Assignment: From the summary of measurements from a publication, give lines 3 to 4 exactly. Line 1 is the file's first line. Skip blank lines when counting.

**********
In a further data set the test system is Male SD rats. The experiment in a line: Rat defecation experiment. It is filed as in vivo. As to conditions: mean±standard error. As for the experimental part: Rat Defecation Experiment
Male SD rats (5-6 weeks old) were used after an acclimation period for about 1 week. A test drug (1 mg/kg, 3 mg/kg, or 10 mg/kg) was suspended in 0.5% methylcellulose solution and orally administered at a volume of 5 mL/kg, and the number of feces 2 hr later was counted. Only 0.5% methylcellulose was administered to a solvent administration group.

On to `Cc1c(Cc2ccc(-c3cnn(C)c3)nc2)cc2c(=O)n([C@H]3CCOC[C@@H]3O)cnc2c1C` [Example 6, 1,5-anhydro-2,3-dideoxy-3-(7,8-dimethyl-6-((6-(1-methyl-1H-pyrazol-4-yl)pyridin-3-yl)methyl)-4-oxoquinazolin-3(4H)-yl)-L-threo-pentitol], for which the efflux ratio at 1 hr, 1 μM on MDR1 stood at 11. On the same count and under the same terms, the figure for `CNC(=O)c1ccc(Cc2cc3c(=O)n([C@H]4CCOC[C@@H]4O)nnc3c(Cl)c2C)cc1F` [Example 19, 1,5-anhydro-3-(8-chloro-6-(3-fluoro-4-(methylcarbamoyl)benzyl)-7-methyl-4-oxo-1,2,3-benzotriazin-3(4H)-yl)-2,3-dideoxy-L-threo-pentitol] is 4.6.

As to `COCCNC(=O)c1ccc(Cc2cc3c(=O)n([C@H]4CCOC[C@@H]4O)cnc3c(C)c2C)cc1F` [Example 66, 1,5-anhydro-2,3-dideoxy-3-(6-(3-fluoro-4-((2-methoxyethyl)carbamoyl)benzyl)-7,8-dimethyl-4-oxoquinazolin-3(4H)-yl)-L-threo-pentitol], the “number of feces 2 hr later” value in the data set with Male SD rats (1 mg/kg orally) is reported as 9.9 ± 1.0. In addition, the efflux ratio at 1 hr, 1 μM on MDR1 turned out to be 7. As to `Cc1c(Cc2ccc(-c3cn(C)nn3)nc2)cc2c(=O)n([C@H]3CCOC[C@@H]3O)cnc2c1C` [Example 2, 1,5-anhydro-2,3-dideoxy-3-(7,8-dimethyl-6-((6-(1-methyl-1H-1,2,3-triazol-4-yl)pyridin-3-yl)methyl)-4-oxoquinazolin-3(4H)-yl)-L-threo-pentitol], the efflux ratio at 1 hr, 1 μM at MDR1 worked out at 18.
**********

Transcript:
On to `Cc1c(Cc2ccc(-c3cnn(C)c3)nc2)cc2c(=O)n([C@H]3CCOC[C@@H]3O)cnc2c1C` [Example 6, 1,5-anhydro-2,3-dideoxy-3-(7,8-dimethyl-6-((6-(1-methyl-1H-pyrazol-4-yl)pyridin-3-yl)methyl)-4-oxoquinazolin-3(4H)-yl)-L-threo-pentitol], for which the efflux ratio at 1 hr, 1 μM on MDR1 stood at 11. On the same count and under the same terms, the figure for `CNC(=O)c1ccc(Cc2cc3c(=O)n([C@H]4CCOC[C@@H]4O)nnc3c(Cl)c2C)cc1F` [Example 19, 1,5-anhydro-3-(8-chloro-6-(3-fluoro-4-(methylcarbamoyl)benzyl)-7-methyl-4-oxo-1,2,3-benzotriazin-3(4H)-yl)-2,3-dideoxy-L-threo-pentitol] is 4.6.

As to `COCCNC(=O)c1ccc(Cc2cc3c(=O)n([C@H]4CCOC[C@@H]4O)cnc3c(C)c2C)cc1F` [Example 66, 1,5-anhydro-2,3-dideoxy-3-(6-(3-fluoro-4-((2-methoxyethyl)carbamoyl)benzyl)-7,8-dimethyl-4-oxoquinazolin-3(4H)-yl)-L-threo-pentitol], the “number of feces 2 hr later” value in the data set with Male SD rats (1 mg/kg orally) is reported as 9.9 ± 1.0. In addition, the efflux ratio at 1 hr, 1 μM on MDR1 turned out to be 7. As to `Cc1c(Cc2ccc(-c3cn(C)nn3)nc2)cc2c(=O)n([C@H]3CCOC[C@@H]3O)cnc2c1C` [Example 2, 1,5-anhydro-2,3-dideoxy-3-(7,8-dimethyl-6-((6-(1-methyl-1H-1,2,3-triazol-4-yl)pyridin-3-yl)methyl)-4-oxoquinazolin-3(4H)-yl)-L-threo-pentitol], the efflux ratio at 1 hr, 1 μM at MDR1 worked out at 18.